Inclusion has been a word on everyone’s lips for the last couple of years. Without a doubt, racial and gender inclusivity are starting to be more than just buzz words and altruistic pledges; however, when it comes to inclusion for the differently abled communities, there is still much work to be done. As content creation continues to be paramount for growing brands and independent creators alike, one of the fastest growing social apps has joined forces with some major influencers in the deaf community to raise awareness around ways to be cognizant of the hard of hearing in celebration of Deaf Awareness Month. TikTok, the current forerunner for all things imagination, social activism and even crime solving (one glimpse at the galvanizing efforts of creators to find the remains of Gabby Patito tells proves that point), has passed the mic to three major influencers—-Bree Jones, Scarlet May and Otis Jones—-to shine a light on how we can all improve our consideration for the deaf and hard of hearing communities when we are considering how to broadcast our ideas to the world.
Bree Jones, who is known on the app as @bree.k.jones had this to say about making your videos deaf friendly, “Please be sure to make edits to your auto captions -- go through your video, make sure what you really said matches what the captions say. Caption all your videos. Those who are deaf or hard of hearing want to enjoy your awesome content as well. Caption everything, not some of the things.” Many companies and influencers have only just started to consider ways to make their content accessible for their hard of hearing supporters and yet many still cut corners to avoid having to truly do the work of being inclusive.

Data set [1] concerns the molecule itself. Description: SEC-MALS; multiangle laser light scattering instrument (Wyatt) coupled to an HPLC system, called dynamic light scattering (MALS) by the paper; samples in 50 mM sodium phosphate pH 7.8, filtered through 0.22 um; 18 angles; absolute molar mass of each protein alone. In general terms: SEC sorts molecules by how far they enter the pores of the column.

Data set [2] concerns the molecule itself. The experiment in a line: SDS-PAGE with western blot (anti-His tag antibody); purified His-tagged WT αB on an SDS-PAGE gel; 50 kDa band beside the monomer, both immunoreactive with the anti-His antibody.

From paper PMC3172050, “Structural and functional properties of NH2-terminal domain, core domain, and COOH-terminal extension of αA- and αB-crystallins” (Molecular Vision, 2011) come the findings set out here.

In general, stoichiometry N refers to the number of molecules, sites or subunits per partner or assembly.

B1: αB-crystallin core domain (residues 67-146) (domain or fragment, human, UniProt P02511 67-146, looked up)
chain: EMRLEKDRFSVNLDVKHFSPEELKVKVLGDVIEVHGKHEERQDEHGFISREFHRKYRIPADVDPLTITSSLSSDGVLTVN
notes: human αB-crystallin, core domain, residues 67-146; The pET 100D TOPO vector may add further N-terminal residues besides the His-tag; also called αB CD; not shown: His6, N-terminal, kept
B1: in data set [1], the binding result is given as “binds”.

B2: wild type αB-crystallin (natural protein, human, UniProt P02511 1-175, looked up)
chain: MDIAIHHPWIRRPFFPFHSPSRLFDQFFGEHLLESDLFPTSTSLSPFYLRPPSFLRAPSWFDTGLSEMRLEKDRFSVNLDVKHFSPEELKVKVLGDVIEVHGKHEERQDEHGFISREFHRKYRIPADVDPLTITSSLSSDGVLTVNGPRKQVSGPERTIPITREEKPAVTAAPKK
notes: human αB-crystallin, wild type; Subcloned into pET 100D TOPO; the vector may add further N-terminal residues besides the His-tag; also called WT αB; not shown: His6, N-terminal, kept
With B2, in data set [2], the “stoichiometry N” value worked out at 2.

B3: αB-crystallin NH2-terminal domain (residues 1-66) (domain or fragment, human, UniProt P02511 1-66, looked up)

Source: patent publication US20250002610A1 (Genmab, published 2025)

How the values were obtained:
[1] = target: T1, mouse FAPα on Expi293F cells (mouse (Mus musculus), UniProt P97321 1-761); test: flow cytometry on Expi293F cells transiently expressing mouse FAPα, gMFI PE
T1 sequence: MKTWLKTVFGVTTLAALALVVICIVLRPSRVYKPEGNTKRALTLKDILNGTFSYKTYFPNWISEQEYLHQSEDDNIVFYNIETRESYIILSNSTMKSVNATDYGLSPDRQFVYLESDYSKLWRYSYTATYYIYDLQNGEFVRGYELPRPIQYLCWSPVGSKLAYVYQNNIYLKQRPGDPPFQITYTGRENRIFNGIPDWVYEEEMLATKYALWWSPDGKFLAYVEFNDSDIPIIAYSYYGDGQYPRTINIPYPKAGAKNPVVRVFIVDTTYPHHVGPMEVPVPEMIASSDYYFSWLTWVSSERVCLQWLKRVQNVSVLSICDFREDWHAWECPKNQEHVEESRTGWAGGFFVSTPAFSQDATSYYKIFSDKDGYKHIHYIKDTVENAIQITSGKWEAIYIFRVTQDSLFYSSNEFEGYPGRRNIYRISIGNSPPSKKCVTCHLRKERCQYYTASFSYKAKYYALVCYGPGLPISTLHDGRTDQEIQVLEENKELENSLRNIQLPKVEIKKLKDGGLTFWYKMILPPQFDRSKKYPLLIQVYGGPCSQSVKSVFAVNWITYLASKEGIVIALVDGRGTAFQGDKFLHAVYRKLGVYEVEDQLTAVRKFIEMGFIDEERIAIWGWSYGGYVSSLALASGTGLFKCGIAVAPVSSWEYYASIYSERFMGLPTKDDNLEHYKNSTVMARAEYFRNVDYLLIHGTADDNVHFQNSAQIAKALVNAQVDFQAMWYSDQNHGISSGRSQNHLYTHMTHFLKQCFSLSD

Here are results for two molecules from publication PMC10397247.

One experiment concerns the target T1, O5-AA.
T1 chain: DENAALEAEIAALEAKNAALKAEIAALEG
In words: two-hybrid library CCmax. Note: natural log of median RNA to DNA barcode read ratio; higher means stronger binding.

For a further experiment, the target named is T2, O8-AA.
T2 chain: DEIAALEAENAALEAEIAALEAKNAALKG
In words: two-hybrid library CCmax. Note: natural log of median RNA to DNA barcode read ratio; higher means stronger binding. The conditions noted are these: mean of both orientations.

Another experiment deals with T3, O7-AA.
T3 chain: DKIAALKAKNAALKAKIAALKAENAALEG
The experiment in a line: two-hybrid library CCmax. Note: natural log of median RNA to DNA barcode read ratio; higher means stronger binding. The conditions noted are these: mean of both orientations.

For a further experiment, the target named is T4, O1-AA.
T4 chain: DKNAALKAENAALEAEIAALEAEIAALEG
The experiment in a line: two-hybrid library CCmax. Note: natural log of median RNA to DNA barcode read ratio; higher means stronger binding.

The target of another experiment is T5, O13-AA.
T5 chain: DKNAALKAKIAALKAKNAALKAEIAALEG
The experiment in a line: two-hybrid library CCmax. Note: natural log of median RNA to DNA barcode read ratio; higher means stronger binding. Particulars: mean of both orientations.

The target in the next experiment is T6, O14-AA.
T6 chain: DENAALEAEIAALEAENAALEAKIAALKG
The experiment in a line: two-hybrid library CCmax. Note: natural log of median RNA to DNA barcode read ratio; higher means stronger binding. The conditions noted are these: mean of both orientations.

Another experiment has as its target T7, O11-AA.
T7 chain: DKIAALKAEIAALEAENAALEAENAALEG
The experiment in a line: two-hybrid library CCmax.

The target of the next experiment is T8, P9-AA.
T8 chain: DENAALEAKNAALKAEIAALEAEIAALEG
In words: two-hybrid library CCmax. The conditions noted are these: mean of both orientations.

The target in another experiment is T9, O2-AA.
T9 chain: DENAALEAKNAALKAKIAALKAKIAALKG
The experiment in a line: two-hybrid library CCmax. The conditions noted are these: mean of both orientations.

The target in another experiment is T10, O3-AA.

Auto captions are available on most apps but Scarlet May says it’s ok to go the extra mile adding, “I would recommend typing out your own captions as well if you want everyone to be included!”. As with any initiative to include members of communities who are often overlooked, the best plan of action is to get them directly involved. “Also, always spotlight deaf creators when you do anything that is related to the deaf community’s culture,” says Otis Jones who regularly encourages hearing people to dive into ASL as a means of communicating with respect and courtesy for the deaf community. “Put yourself in a deaf environment where their language is exposed to you. That way, you will pick up even faster, learn slang, and see the diversity in how each deaf person signs. Also, always follow deaf creators content and always learn from a deaf person who knows the culture, struggles as a deaf person, and of course, the language itself more than a hearing person would.”, he says.
We love to see the new generation leading the way and teaching us all to be more compassionate, understanding and selfless.